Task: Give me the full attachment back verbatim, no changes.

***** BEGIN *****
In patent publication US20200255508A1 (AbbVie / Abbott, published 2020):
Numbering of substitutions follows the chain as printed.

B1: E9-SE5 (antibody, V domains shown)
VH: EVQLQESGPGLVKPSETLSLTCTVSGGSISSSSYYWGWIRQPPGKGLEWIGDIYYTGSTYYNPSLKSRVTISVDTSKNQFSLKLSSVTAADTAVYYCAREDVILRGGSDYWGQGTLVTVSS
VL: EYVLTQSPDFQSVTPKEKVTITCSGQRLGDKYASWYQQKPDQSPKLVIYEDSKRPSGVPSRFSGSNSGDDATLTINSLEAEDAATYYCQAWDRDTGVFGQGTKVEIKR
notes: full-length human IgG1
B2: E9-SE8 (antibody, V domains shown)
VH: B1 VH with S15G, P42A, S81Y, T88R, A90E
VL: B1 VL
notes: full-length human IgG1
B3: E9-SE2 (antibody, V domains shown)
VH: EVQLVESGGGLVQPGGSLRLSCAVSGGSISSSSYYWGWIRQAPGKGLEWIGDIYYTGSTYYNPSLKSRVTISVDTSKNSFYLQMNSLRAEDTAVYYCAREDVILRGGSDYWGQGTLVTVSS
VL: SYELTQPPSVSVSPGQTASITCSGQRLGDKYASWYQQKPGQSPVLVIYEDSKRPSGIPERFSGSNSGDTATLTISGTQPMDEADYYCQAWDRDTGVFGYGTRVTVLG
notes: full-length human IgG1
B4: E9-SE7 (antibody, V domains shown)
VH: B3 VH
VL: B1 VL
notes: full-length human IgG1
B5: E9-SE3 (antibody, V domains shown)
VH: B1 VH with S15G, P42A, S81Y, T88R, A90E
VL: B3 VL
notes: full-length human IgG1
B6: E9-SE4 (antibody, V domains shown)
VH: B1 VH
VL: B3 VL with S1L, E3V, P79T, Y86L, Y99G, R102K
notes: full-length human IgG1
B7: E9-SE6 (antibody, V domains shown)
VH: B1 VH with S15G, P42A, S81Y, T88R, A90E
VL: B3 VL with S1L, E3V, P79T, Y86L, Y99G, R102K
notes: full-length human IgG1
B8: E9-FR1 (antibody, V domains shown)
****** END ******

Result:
In patent publication US20200255508A1 (AbbVie / Abbott, published 2020):
Numbering of substitutions follows the chain as printed.

B1: E9-SE5 (antibody, V domains shown)
VH: EVQLQESGPGLVKPSETLSLTCTVSGGSISSSSYYWGWIRQPPGKGLEWIGDIYYTGSTYYNPSLKSRVTISVDTSKNQFSLKLSSVTAADTAVYYCAREDVILRGGSDYWGQGTLVTVSS
VL: EYVLTQSPDFQSVTPKEKVTITCSGQRLGDKYASWYQQKPDQSPKLVIYEDSKRPSGVPSRFSGSNSGDDATLTINSLEAEDAATYYCQAWDRDTGVFGQGTKVEIKR
notes: full-length human IgG1
B2: E9-SE8 (antibody, V domains shown)
VH: B1 VH with S15G, P42A, S81Y, T88R, A90E
VL: B1 VL
notes: full-length human IgG1
B3: E9-SE2 (antibody, V domains shown)
VH: EVQLVESGGGLVQPGGSLRLSCAVSGGSISSSSYYWGWIRQAPGKGLEWIGDIYYTGSTYYNPSLKSRVTISVDTSKNSFYLQMNSLRAEDTAVYYCAREDVILRGGSDYWGQGTLVTVSS
VL: SYELTQPPSVSVSPGQTASITCSGQRLGDKYASWYQQKPGQSPVLVIYEDSKRPSGIPERFSGSNSGDTATLTISGTQPMDEADYYCQAWDRDTGVFGYGTRVTVLG
notes: full-length human IgG1
B4: E9-SE7 (antibody, V domains shown)
VH: B3 VH
VL: B1 VL
notes: full-length human IgG1
B5: E9-SE3 (antibody, V domains shown)
VH: B1 VH with S15G, P42A, S81Y, T88R, A90E
VL: B3 VL
notes: full-length human IgG1
B6: E9-SE4 (antibody, V domains shown)
VH: B1 VH
VL: B3 VL with S1L, E3V, P79T, Y86L, Y99G, R102K
notes: full-length human IgG1
B7: E9-SE6 (antibody, V domains shown)
VH: B1 VH with S15G, P42A, S81Y, T88R, A90E
VL: B3 VL with S1L, E3V, P79T, Y86L, Y99G, R102K
notes: full-length human IgG1
B8: E9-FR1 (antibody, V domains shown)